It starts with the Minoan civilisation on Crete and then goes on to one of the places we're visiting: Mycenae which guarded the southern end of the Greek peninsular; Epidaurus, on the east coast, where there is a spectacular ampitheatre; and Delphi, slightly further north, where some crazed woman chosen from the surrounding countryside was elected 'sybil', made to inhale the gas ethene from a fissure in the rock, and her resulting ramblings reinterpreted as prophecy by priests. I quite fancy having a go at this myself. I think I should be a natural.

Friday, October 01, 2010

Colours in Cambodia and Tahiti.

I went to London again yesterday (second time this week!) to Sue Guiney's book launch. It was a very successful event in the posh 'Asia House' which was in embassy territory. There were masses of people there, and it was great to see Sue's launch (which was also the launch of a new imprint Ward Wood Publishing. As well as listen to Sue's excellent readings it was a pleasure to meet other writers: some of whoms I had met before, for example Sarah Salway and Elizabeth Baines, and some of whom I had only before 'met' on-line: Tania Hershman and of course Sue Guiney herself.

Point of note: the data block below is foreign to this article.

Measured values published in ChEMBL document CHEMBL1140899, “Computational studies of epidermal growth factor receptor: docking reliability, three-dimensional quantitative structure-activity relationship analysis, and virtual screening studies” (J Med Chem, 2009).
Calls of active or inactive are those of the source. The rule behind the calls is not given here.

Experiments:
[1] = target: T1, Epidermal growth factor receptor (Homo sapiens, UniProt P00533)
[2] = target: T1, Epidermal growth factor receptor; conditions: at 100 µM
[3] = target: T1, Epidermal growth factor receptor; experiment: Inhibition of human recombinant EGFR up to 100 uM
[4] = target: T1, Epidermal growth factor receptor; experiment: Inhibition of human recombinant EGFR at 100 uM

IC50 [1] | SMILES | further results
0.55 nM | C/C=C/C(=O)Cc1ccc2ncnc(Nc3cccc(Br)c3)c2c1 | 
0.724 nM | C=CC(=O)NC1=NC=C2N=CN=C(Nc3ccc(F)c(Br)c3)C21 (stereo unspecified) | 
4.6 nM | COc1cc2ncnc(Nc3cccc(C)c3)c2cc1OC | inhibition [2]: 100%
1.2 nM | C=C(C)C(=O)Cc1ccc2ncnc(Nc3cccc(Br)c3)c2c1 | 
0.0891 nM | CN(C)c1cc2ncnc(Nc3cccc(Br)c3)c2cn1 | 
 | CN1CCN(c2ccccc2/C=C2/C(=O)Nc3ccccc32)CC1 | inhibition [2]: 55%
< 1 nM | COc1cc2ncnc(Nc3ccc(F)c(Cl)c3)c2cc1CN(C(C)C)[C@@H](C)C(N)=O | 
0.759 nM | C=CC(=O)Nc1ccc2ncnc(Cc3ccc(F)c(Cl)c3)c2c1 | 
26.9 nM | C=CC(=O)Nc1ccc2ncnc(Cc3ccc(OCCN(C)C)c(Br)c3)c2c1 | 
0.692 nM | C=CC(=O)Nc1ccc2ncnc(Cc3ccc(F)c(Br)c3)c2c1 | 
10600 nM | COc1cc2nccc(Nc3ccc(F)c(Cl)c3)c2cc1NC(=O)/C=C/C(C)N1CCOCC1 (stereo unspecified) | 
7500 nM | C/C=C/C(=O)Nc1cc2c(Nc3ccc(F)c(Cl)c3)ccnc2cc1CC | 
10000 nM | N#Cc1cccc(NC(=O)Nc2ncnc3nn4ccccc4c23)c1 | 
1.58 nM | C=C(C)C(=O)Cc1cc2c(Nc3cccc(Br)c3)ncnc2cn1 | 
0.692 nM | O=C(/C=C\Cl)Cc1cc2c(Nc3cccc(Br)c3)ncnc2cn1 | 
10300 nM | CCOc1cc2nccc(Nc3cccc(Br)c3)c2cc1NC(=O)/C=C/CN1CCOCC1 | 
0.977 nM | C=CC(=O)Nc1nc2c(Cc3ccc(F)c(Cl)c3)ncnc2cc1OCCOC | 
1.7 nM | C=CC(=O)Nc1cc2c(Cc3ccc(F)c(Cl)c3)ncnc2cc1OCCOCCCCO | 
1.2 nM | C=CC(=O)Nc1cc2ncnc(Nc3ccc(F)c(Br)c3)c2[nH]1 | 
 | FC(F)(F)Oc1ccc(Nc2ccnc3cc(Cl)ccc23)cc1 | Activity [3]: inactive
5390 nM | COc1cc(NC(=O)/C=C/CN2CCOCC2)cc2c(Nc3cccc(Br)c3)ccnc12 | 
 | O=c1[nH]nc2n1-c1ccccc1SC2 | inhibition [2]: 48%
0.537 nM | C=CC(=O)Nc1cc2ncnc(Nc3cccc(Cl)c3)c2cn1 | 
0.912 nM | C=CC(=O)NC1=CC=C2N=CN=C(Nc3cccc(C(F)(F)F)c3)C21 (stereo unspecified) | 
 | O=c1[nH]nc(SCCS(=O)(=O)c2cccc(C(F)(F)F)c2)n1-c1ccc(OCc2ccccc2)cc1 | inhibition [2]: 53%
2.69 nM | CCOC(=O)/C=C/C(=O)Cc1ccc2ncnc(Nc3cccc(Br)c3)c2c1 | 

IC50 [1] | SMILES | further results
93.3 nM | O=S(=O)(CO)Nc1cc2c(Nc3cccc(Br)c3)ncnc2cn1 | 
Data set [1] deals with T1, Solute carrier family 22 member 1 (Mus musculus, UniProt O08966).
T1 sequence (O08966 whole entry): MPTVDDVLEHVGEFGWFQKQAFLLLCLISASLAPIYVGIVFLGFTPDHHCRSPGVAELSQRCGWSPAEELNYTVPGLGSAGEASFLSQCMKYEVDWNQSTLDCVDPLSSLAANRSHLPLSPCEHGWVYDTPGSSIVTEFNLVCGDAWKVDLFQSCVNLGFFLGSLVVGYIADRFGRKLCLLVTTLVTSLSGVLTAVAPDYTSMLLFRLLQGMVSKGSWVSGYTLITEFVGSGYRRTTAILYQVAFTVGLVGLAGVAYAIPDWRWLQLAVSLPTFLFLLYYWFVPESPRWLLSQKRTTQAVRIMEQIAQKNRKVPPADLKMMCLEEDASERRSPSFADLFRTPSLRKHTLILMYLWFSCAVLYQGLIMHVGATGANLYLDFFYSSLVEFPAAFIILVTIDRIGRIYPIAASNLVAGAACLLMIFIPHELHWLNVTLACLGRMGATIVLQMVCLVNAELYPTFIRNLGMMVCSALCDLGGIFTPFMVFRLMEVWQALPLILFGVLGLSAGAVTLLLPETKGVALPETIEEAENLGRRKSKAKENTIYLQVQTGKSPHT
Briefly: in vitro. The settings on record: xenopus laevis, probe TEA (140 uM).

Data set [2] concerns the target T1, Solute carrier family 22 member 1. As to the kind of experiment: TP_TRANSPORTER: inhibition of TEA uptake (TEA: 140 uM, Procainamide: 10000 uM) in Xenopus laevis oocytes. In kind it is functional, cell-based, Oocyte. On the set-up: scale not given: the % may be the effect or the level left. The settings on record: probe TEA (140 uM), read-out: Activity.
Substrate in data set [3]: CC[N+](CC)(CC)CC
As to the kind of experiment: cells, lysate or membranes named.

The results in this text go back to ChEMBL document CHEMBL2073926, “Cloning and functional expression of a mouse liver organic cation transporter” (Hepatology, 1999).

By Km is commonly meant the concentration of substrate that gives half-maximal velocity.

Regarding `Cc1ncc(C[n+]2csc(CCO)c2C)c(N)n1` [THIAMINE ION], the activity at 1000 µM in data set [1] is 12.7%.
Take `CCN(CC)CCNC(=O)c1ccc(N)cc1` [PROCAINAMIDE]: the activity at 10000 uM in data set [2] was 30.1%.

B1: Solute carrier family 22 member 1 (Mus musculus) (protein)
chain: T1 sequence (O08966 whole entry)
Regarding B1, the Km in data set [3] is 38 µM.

Sue's launch was combined with an exhibition of photographs (which had quite stunning colours) taken by students in Anjali House which takes in street children from Cambodia.

This ties in very well with A Clash of Innocents which is about an American, Deborah, who runs an orphanage in the country.

Now Cambodia, like Korea, is somewhere I know nothing about, but judging from the photographs is a place of wide light skies and tranquil people, so I can understand Sue Guiney's imperative write about the place. Anyway, I love learning about new countries - and great to explore from the comfort of my armchair so I'm looking forward to reading it.

I explored more out of the way places in the Gauguin exhibition which had just opened in the Tate Modern in London. The pictures were thematically displayed, but this worked well because there were some excellent explanations on the wall. All I knew about Gaugin's life was from reading Somerset Maughan's The Moon and Sixpence, a long time ago.